Reading on, we stumble upon what might be another reason for the DMAPT clinical trial delay: Cancers are heterogeneous, and this is exceptionally true of leukemic stem cells. From patient to patient, molecular markers for stem cells differ greatly. […] This heterogeneity makes determining the frequency of the leukemic stem cell in an individual patient extremely difficult.


Dr. Jordan defines leukemic stem cells as highly dynamic and highly unstable. So the question arises: how can they possibly be monitored? In comparison, it would seem that keeping individual tabs on millions of agitated grasshoppers in a field would be a much easier task…


As I see it, these seem to be the main problems facing clinical trial investigators: 1. how to identify the stem cells in each individual patient in the first place; 2. how to determine if these cells are being targeted by the specific treatment (DMAPT, e.g.).


And here follows something that perhaps for the first time I have seen spelled out in a study: During chemotherapeutic challenge, patients can experience a dramatic change in the phenotype of their leukemic stem cell. From my layperson’s point of view, it would appear that this “dramatic change” would also be a problem.


Furthermore, just because your total tumour burden decreases doesn’t necessarily mean that your stem cells have been affected. Another problem.


But there seems to be a way of getting around all of this. Dr. Jordan writes that Clinical trials must be temporal and patient-specific. Specimens must be gathered before, during, and after treatment. The phenotype of each patient’s leukemic stem cell population must be defined up front and verified by a functional assay to help quantitate it. In the course of treatment, the population must be continuously monitored […]. It sounds extremely painstaking and time-consuming, doesn’t it?


Dr. Jordan’s final considerations: Just as cancers are heterogeneous, so too are leukemic stem cells, and the ability to target and quantitate leukemic stem cells is complicated by this heterogeneity. As research expands our understanding of leukemic stem cell biology and physiology, investigators must incorporate that knowledge into their strategies for targeting and analyses for quantifying leukemic stem cells. They must also determine where agents that target leukemic stem cells will be of most use: as maintenance therapy that targets minimal residual disease in remission patients, or as treatment for relapsed or refractory patients.

To this, I would add: “…or as treatment for patients who have not yet had any chemotherapy.”

DMAPT update

This morning I received a Google Alert about DMAPT, which, as you may recall, is the parthenolide analogue (from feverfew, see image on the left) that targets leukemic stem cells and will be tested soon (I hope!) in clinical trials. For more info on this topic, see my parthenolide/DMAPT page on the right-hand of your screen.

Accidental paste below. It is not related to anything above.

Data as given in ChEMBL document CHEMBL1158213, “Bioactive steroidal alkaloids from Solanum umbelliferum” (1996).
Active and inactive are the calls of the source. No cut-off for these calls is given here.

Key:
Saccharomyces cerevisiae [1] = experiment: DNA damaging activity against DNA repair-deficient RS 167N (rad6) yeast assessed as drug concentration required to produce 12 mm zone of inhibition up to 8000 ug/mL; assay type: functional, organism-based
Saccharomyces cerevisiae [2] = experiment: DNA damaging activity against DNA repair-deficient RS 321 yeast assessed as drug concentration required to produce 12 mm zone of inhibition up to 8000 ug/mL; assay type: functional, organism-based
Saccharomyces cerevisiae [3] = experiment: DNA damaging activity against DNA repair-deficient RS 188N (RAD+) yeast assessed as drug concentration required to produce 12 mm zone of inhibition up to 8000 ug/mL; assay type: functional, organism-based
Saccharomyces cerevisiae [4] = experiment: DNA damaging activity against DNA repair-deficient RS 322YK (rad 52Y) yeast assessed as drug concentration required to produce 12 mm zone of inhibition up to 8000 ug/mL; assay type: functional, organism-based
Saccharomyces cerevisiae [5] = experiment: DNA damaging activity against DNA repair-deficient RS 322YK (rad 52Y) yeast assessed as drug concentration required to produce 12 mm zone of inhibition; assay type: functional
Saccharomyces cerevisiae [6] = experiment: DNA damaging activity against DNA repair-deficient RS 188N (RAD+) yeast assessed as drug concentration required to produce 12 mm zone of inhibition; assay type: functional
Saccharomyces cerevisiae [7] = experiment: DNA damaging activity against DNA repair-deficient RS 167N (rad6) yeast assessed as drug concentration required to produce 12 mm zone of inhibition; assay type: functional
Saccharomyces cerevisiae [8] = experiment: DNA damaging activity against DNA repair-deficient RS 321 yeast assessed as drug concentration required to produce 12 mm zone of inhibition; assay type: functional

The first clinical trial will begin in England. If successful, it will be followed by others in the States. Apparently, there have been some bureaucratic hurdles (such as regulatory approval), but patient selection in the UK may begin this month.

I want to see if I might qualify for this trial, so this morning I decided to write to the chief investigators to obtain more information, if possible.

I have already sent off one e-mail and will write another, more detailed one, later on today. I hope to be a frequent flyer to the UK soon! Fingers crossed!

Late morning update: I just sent a query to the senior author of the DMAPT "Blood" study. Now I just have to sit back and wait.

IL-17 and medical day: stability!

Well, the answer to yesterday’s question is as follows: yes, we can. Curcumin inhibits IL-17. Figures, huh? There are three (possibly more) studies that mention the IL-17-inhibiting role of curcumin. The abstracts can be viewed here: (a 2003 study), (a 2005 study). Thanks to Sherlock, I read the full study of the third abstract, a 2004 study published in “Cellular Signaling” and titled, get this: “Interleukin-17 signal transduction pathways implicated in inducing matrix metalloproteinase-3, -13 and aggrecanase-1 genes in articular chondrocytes” (see abstract:

All these studies tell us that curcumin inhibits IL-17. Simple as that.

Haematologist appointment. Stefano and I went to see my haematologist at noon today. I asked her outright to classify me. She said that I am definitely not MGUS, no way. My IgGs are too high, and let’s not forget the 40% bone marrow biopsy result (from last year). So it’s official: I’m "smouldering," which means, among other things: "to exist in a state of suppressed activity." Heh. She examined my tests more in detail and pronounced me stable. Stable as a rock. So, all good news.

I asked her what the half-life of a myeloma cell is. She replied that it depends on a variety of factors, such as the type of myeloma and its proliferation rate. It can be calculated using cells from a BMB. She told me that a myeloma cell can live up to several months. MONTHS? Drat, now I am almost sorry I asked!

She confirmed that I am taking the correct amount of vitamin D. She also told me NOT to stop taking curcumin when I get a cold or an infection of any sort. Even though it inhibits NF-kB, she said that stopping cold turkey (odd expression, that one, when you think of it) is not a good thing. Good to know.

Let’s see. I am going down my list of questions and scribbles right now, not necessarily in order of importance. Oh, speaking of importance, this is exciting: I gave her the myeloma stem cell study (she had read the abstract, not the full study) and the DMAPT study, and she is going to find out about the DMAPT trial that should be starting soon in the UK to see if I qualify for it. She is going to contact the researchers that she knows personally. I am at a loss for words. Can’t wait to hear back from her. Gulp!

She is going to push the lab technicians to get more details on my “old” bone marrow samples, which would be fantastic. And, last but not least, she is going to try to attend the upcoming presentation in Calenzano, where I will be giving a brief speech. She is leaving for a conference in Turkey that evening, so it’s iffy. Even if she isn’t able to make it, however, she is sending five people from her lab to the presentation. Five? Fabulous.

Last but not least. For the first time, she wrote that I am stable "perhaps" due to curcumin. And that I should continue with the same treatment. (When my GP read those two sentences this afternoon, he got very excited.)

As we stood up to leave at the end of the visit, she asked me to explain why there are cases of myeloma in India, if curcumin is so effective. I answered that there are only a handful of cases compared to the Western world, and besides, I managed to add with a straight face, those folks undoubtedly didn’t use turmeric in their diet. My husband let out a snort, and she gave me a big smile and shooed us out of her office.  Hehe. I love my haematologist. Good sense of humour.

Yes, today was a good day.